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Monmouth College’s Wiswell-Robeson Lecturer urges ag industry to do a better job telling its story

Duane Bonifer
University of Illinois College of Agricultural, Consumer and Environmental Sciences Dean Kim Kidwell delivers the third-annual Wiswell-Robeson Lecture.
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MONMOUTH, Ill. – The agriculture industry needs to do a better job telling its story.

That was one of the messages University of Illinois College of Agricultural, Consumer and Environmental Sciences Dean Kim Kidwell delivered Monday night at Monmouth College.

Kidwell gave Monmouth’s third-annual Wiswell-Robeson Lecture before a crowd of more than 150 in the College’s Dahl Chapel and Auditorium.

“When you think about food, it’s one of the most intimate relationships we have in our lives,” she said. “The whole landscape around food is changing now. We used to eat food just for nourishment, but now we actually think of food as a prescription for health. ... Everything we eat has an impact on how we feel.”

Because of the growing influence that Generation Z consumers have on the food industry, Kidwell said that “food is becoming a much more personalized experience.”

“The food industry, especially moms, are kind of rising up against (candy and chips) and saying, ‘I want to feed good things to my kids. I don’t want to have these preservatives. I want to have healthy things that support them in growing well,’” she said.

Kidwell, who is the first woman to lead Illinois’ College of Agricultural, Consumer and Environmental Sciences, said that the agriculture industry needs to engage in more dialogues with those who consume its products.

“I think it’s really important that we start having open conversations about what’s happening in the food space in the world today,” she said.

Kidwell said that another reason agriculture needs to do a better job telling its story is because most consumers no longer live on a farm and they also don’t realize the sector’s depth and breadth. Kidwell said that only about 20 percent of consumers are aware of where their food comes from or how it is produced. They also don’t realize how many jobs are connected to the ag industry.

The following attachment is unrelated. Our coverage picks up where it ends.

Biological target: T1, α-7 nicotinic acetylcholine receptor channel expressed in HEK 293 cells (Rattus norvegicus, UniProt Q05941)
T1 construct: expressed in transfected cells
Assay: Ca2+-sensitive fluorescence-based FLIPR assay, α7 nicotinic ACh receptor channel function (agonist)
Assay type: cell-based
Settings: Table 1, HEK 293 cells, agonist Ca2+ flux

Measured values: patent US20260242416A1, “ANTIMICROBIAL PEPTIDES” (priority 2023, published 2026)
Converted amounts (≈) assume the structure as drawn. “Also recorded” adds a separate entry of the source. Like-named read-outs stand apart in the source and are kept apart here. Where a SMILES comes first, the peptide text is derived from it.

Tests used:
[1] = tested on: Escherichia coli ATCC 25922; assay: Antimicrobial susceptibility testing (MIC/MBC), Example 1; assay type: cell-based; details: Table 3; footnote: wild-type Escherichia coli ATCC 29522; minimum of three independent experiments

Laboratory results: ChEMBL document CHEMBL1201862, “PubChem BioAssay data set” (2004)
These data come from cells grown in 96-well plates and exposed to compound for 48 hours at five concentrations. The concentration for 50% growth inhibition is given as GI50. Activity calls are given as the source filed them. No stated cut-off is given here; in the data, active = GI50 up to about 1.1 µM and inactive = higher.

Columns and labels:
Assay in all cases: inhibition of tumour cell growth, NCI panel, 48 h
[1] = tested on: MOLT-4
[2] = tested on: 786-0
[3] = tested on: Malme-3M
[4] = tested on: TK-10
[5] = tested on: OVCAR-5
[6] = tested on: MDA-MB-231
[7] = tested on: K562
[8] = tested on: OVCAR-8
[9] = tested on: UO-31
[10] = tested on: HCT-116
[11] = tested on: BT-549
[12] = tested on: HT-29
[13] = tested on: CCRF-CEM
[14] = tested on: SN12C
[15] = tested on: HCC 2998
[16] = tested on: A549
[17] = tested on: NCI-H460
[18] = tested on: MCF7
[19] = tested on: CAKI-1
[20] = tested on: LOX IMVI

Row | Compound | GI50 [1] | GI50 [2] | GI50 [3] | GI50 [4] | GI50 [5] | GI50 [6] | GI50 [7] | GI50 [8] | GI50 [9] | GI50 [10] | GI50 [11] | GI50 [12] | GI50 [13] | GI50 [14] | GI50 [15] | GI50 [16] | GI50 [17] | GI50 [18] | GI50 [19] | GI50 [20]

“We’ve got to draw more of the best and the brightest into agriculture,” Kidwell said. “People don’t understand how high-tech it is and how exciting it is. When people see drones flying around fields, I don’t think they know that’s computer science interfacing with agriculture. When people say farming is boring, they haven’t been inside a combine that’s like being inside a video game ... It’s fascinating to see how much high technology is used in agriculture these days, and we just don’t sell it well.”

One example of telling agriculture’s story was drawn from the introduction of Kidwell by Monmouth economics professor Ken McMillan, who has known Kidwell for four decades. He announced that Monmouth’s county, Warren County, has the highest corn yield in the state.

“You’ve got to give that a shout out,” said Kidwell to applause from the Dahl Chapel and Auditorium audience. “That’s a big deal!”

The Wiswell-Robeson Lecture was founded in 2016, thanks to a gift from 1960 Monmouth graduate Jeanne Gittings Robeson of Monmouth. The lecture’s purpose is to annually feature a speaker from the agriculture community who explores issues, challenges and innovations in the industry.

Robeson and her late husband, Don Robeson, who was a 1954 Monmouth graduate, operated their farm in Warren County.